It was almost like living next door to my own imagination about how the world should operate, where great writers wandered around swapping tools and borrowing and returning instant coffee — and although I never knew Ted very well, it was always nice to know he was around and thinking the same thoughts that had led him to invent so many wonderful stories over many productive decades. If Ted had lived longer — and not succumbed to the lung fibrosis that killed him in 1985 — I’m sure he would have written many more of those great stories. And we would all still be reading them.
There are multitudinous reasons why Sturgeon deserves to be better remembered than he already is, and we would probably require several conferences just to begin discussing them. For starters, there are all the writers he influenced — from Ray Bradbury and Harlan Ellison and Peter S. Beagle to Michael Chabon and Jonathan Lethem and Katherine Dunn. And there are the stories themselves: Every time you read or even reread one, it feels like something you have never read before.
The essence of almost every Sturgeon story is about what it means to be human — and what happens when people stop being as human as they should be. His most dangerous characters (Monetre in “The Dreaming Jewels” or Rita, the virgin witch, in “The Silken-Swift”) are always those who isolate themselves from others; and the only salvation his characters ever achieve is to touch someone who wants to touch them back, regardless of gender, species or planet of natural origin. Unsurprisingly, Sturgeon wrote as convincingly of androgynous love (in “Venus Plus X”) and homosexual love (in “The World Well Lost”) as he did about the love of “men” and “women” for each other (always imperfect concepts for Sturgeon). And many of his best titles (the ones that weren’t destroyed by hack editors) attest to Sturgeon’s fascination with affection in all its animal forms: “The Touch of Your Hand,” “Bianca’s Hands,” “Unite and Conquer,” “When You Care, When You Love,” “Make Room for Me,” “A Way Home” and even “A Touch of Strange.” In Sturgeon’s universe, physical and emotional love are as irresistible as warp engines and fission reactors. You just need to remember to call them in the morning.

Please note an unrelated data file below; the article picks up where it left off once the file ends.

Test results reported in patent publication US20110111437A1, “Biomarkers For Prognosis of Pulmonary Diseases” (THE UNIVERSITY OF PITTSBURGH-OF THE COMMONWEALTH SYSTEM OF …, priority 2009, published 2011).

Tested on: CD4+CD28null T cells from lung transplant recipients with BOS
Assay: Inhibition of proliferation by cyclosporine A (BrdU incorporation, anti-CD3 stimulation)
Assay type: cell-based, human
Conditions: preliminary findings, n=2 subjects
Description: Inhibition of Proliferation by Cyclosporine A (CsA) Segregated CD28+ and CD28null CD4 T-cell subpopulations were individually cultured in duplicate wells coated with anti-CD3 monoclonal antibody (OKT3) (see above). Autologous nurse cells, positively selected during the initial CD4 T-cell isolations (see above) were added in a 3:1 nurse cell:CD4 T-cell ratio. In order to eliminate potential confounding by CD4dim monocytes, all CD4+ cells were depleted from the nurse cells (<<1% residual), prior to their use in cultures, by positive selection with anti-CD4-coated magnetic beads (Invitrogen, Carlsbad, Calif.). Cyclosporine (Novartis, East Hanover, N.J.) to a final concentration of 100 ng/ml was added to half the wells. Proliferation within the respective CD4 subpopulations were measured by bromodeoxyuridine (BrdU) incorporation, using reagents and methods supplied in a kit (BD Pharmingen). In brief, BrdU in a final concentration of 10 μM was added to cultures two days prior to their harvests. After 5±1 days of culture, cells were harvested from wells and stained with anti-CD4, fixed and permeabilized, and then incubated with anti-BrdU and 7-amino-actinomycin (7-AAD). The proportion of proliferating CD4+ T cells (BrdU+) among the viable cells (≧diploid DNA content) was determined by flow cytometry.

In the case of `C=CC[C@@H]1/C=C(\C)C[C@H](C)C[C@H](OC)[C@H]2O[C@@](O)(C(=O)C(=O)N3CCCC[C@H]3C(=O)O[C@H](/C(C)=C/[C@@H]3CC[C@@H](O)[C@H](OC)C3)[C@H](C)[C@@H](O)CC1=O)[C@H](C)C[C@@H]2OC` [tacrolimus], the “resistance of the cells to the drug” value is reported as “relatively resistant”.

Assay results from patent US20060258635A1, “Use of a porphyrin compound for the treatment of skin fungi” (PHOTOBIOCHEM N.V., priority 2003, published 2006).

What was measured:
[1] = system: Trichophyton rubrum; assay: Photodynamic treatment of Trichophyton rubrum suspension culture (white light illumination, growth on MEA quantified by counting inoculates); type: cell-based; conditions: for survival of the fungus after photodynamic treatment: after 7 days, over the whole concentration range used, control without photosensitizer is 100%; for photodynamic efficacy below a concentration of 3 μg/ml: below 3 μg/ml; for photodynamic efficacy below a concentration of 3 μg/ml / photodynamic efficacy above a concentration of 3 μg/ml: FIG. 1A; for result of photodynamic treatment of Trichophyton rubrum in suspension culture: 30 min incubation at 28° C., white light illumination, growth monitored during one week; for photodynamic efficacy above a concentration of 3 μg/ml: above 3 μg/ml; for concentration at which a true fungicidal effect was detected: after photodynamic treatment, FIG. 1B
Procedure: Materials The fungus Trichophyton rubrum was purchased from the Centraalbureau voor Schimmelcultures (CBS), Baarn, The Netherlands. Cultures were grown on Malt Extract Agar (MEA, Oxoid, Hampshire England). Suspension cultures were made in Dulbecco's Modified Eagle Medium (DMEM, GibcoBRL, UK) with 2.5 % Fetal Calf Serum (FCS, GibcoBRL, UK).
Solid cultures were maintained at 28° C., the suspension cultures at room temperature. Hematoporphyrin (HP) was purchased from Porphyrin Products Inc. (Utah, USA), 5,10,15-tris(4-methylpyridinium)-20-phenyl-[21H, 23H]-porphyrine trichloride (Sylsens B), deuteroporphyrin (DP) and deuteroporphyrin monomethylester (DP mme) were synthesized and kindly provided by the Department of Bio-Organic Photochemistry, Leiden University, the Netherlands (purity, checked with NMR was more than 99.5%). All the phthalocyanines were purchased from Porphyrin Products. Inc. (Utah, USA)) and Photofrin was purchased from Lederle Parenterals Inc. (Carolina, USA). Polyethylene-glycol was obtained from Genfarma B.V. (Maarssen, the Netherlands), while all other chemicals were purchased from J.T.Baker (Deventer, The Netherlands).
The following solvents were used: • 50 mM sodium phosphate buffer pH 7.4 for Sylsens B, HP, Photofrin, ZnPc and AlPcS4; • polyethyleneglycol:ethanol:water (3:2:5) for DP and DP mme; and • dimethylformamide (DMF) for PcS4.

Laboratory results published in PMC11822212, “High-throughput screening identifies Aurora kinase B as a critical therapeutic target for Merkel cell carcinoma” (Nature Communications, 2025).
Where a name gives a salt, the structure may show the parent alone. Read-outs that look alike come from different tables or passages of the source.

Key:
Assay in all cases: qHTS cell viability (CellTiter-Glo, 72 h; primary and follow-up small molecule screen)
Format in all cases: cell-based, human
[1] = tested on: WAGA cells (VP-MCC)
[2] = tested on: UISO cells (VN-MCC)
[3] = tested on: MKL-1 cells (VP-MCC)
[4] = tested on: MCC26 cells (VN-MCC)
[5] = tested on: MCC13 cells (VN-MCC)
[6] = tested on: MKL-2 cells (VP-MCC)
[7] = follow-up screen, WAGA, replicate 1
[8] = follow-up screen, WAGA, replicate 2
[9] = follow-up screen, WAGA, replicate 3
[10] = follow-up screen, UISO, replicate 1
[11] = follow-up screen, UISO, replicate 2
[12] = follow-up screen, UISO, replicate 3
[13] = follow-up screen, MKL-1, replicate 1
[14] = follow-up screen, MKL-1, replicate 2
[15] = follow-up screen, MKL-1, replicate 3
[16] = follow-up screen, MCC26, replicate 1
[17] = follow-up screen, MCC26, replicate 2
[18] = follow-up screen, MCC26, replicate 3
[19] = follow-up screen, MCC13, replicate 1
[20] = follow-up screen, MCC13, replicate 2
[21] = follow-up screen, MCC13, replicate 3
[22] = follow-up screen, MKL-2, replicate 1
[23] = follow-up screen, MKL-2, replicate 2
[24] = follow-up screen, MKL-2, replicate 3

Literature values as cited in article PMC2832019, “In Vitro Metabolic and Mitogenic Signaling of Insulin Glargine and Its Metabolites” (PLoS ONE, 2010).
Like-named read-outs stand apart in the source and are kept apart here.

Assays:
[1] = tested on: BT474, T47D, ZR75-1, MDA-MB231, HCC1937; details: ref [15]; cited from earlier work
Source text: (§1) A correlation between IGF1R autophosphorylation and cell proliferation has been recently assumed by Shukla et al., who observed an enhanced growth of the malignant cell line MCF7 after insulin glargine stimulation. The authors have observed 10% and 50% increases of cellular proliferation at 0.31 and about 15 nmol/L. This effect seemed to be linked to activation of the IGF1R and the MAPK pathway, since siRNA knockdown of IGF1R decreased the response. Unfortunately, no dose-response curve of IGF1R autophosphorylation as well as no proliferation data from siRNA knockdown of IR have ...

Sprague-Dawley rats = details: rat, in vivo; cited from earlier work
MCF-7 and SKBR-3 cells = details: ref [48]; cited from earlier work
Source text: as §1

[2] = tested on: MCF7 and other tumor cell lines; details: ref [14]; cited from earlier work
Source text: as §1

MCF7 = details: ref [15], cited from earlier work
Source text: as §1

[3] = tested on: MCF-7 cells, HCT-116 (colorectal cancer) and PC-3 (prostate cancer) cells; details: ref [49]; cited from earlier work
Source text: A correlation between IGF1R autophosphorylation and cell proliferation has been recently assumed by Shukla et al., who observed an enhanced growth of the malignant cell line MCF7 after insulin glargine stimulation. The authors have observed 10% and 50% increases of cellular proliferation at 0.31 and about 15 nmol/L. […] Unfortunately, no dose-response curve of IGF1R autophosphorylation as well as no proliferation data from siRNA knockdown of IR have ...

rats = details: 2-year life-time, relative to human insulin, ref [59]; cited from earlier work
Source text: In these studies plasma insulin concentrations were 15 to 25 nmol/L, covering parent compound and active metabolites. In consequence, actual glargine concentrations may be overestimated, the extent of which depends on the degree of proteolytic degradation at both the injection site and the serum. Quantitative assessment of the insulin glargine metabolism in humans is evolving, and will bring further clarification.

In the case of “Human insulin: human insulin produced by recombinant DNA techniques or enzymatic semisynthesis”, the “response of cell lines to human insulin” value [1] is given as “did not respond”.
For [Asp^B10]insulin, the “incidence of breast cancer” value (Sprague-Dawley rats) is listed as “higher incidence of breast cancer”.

In many ways, Sturgeon was the victim of his own multifarious talent. He was an accomplished guitarist; from a young age, he performed acrobatics and planned to join a circus before contracting rheumatic fever; he composed songs and sang them; and according to his lifelong friend Robert Heinlein, he could perform vocal impersonations of just about anything you threw at him — traffic, trains, birds or even something as weirdly specific as “a buzzsaw powered by a two-cycle engine cranked by a line.” While he was a deeply loved man and a widely admired artist, he lived a vigorously aimless life that took him through several failed marriages and several peripatetic final years traveling among lectures, teaching gigs and temporary homes in Los Angeles, Hawaii, San Diego and Springfield, Ore.
Sturgeon flitted about inconspicuously as the winds guided him. Whenever he paused for a moment to pop his head into the room, he left his mark on everyone he found there. Nothing was the same after he left.
So OK, the Sturgeon centenary is still here for a few more months, but we almost missed it. Which means we need to get up bright and early for the next one, and here’s my plan. Get your party hats organized, your crepe paper and tinsel. Wrap those presents and bake those cakes. Then we’ll meet back here in 99.5 years and make sure we start the Sturgeon bicentenary off right. Is that a deal?
I’ll try to get here first and turn on all the lights.
Bradfield is the author of a dozen books, including, most recently, the novel “Dazzle Resplendent: Adventures of a Misanthropic Dog.”